Migraine Management: Exercise As A Natural Pain Relief Strategy

Ever thought about exercise strategies? IHere is a quick video that a reveals some exercises that have been shown to help women have less frequent, and less intense headaches. 

Key Takeaway: 

Migraines are more than just headaches. They are complex neurological disorders influenced by our trigeminal system and hormones. Differentiating them from other headaches is key to effective treatment. Remember - like unruly villains, they're tough to beat but understanding what YOUR triggers are can help you manage them better.

The Prevalence and Types of Headaches

Headaches, as common as they are complex, affect a significant chunk of the global population. We're talking about different types here - tension-type headaches, migraines, cluster headaches to name just a few.

Tension-type headache takes the lead when it comes to prevalence; 38% of us have experienced this discomfort at some point. That's more than one in three people. Picture being in a room with ten friends – statistically speaking, almost four out them would be all too familiar with these nagging pains.

Differentiating Migraines from Cervicogenic Headaches

Moving onto another major player: migraines. This type affects around 10% of folks worldwide—that’s nearly twice the number who get regular hiccups each year.

A migraine is not just any old headache though—it has its own distinct features that set it apart. For starters, migraines usually bring on severe throbbing pain or pulsing sensations—mostly on one side of your head—and often are associataed with nausea and / or light sensitivity.

Cervicogenic headaches are often mistaken for migraines because they share similar symptoms such as neck pain and stiffness but don't be fooled—they stem from different sources altogether. True cervicogenic headache is actually quite rare—only 4% experience this particular torment. Studies show that unlike migraines which originate in the brain itself (the neurological headquarters), cervicogenic headaches arise due to issues within our cervical spine—the uppermost part of our backbone located near the base of our skull. Cervicogenic headaches are more common after an injury, such as a whiplash injury from a car collision.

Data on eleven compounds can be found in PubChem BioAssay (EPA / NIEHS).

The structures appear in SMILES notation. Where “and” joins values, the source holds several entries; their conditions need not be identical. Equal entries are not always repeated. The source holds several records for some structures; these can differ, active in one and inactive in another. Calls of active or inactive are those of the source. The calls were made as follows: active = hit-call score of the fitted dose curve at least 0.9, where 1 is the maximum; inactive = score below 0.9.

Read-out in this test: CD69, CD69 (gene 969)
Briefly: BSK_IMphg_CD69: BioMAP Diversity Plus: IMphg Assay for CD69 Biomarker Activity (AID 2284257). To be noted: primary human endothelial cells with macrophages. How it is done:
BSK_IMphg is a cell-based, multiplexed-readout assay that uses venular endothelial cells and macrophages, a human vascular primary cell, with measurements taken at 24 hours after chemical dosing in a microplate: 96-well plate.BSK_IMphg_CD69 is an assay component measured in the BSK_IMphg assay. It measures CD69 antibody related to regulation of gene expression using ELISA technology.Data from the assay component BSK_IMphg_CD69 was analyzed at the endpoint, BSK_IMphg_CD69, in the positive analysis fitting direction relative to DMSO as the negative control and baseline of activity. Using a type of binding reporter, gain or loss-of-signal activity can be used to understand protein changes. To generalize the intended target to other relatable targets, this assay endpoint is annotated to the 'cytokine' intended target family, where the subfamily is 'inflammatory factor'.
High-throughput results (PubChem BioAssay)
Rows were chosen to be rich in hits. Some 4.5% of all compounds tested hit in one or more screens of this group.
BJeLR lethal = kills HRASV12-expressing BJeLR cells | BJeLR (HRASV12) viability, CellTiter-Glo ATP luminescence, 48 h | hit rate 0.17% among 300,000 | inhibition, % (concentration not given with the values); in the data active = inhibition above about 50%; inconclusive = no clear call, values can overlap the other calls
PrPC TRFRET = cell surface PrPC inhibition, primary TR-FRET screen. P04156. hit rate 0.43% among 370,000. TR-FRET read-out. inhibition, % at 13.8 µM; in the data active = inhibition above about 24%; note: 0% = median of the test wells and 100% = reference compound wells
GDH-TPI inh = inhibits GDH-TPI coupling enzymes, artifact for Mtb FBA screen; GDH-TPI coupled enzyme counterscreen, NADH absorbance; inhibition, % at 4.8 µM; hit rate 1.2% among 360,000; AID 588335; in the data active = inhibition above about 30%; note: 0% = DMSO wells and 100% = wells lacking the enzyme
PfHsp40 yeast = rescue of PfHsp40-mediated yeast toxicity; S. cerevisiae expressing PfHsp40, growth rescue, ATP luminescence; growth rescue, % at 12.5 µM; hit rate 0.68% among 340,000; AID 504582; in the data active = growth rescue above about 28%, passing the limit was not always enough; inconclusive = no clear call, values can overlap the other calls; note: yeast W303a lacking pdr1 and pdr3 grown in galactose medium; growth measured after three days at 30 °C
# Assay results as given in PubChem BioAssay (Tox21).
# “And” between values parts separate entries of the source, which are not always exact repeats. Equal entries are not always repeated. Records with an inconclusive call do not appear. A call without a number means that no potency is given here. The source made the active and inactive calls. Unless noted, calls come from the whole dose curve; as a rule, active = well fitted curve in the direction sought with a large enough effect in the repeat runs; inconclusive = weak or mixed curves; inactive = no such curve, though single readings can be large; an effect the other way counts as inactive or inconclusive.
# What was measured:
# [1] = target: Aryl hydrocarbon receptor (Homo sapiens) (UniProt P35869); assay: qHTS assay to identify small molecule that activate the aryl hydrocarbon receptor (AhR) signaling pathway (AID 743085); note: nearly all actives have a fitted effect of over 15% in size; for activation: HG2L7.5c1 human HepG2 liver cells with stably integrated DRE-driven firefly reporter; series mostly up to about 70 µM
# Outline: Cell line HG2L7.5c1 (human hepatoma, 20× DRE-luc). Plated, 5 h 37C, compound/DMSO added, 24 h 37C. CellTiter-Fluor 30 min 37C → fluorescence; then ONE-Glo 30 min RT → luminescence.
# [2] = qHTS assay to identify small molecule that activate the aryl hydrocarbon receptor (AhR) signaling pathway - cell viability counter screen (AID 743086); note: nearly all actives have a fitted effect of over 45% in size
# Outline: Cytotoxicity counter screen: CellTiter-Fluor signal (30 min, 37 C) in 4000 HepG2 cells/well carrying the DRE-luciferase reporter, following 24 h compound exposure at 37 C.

So remember next time you're nursing what feels like a migraine, it might just be your neck playing tricks on you. Knowing the type of headache you have can empowering. Helping you make better decisions about treatment options and help you manage your pain more effectively. Knowledge is power when it comes to understanding and dealing with headaches.

Key Takeaway: 

Cervicogenic headaches can seem a lot like migraines. But they actually come from issues in the cervical spine. They might fool you with their migraine-like symptoms, but don't be tricked. These headaches have a different root cause- often from a whiplash injury from a vehicle collision for example.

The Influence of Hormones on Migraines

Migraines and hormones share a complex relationship. For many, especially women, hormonal fluctuations can trigger debilitating migraine attacks.

Hormonal Triggers for Migraine Attacks

One common culprit is estrogen. This hormone fluctuates throughout the menstrual cycle and its drop just before menstruation often sparks migraines. This pattern is so prevalent that it's earned its own term: menstrual migraines.

But what makes estrogen such a headache? Literally. Estrogen controls chemicals in the brain that affect pain sensation. So when levels fall too quickly, hello migraine.

Besides periods, other stages of life bring their own hormonal shifts and potential migraines along with them - think pregnancy or menopause.

  • Pregnancy typically starts off rocky but gets better as it progresses because estrogen levels rise steadily instead of bouncing around like during regular cycles.